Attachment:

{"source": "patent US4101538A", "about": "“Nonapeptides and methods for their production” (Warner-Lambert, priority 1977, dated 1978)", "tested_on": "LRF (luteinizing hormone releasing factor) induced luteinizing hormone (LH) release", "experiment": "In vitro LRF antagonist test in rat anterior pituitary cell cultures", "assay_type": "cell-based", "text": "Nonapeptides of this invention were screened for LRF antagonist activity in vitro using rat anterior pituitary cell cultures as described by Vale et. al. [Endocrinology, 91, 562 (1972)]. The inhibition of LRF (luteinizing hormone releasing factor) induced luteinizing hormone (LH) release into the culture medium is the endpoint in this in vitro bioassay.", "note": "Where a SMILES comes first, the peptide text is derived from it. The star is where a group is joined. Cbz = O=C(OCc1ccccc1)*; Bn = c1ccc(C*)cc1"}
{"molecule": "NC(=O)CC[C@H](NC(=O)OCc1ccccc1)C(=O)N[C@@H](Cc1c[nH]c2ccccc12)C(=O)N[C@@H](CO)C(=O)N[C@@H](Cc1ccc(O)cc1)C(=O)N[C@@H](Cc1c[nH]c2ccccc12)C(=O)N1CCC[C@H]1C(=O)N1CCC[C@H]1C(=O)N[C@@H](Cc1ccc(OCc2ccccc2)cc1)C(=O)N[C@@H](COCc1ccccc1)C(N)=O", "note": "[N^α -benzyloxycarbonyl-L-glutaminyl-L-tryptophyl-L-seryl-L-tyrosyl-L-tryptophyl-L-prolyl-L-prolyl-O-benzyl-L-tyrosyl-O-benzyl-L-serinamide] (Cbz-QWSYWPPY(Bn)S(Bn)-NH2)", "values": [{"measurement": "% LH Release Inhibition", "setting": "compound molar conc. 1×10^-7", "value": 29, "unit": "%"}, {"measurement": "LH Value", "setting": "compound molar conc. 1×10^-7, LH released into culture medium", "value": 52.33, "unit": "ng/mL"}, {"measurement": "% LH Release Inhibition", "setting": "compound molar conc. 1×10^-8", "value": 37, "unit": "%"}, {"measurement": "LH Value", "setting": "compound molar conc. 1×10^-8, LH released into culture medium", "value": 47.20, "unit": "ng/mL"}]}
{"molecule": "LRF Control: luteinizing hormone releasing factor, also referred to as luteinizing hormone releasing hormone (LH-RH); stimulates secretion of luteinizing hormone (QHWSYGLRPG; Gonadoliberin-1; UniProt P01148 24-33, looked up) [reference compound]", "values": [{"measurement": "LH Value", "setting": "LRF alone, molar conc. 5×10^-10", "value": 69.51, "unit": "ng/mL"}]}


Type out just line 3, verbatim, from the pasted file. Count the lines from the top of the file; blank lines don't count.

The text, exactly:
{"molecule": "LRF Control: luteinizing hormone releasing factor, also referred to as luteinizing hormone releasing hormone (LH-RH); stimulates secretion of luteinizing hormone (QHWSYGLRPG; Gonadoliberin-1; UniProt P01148 24-33, looked up) [reference compound]", "values": [{"measurement": "LH Value", "setting": "LRF alone, molar conc. 5×10^-10", "value": 69.51, "unit": "ng/mL"}]}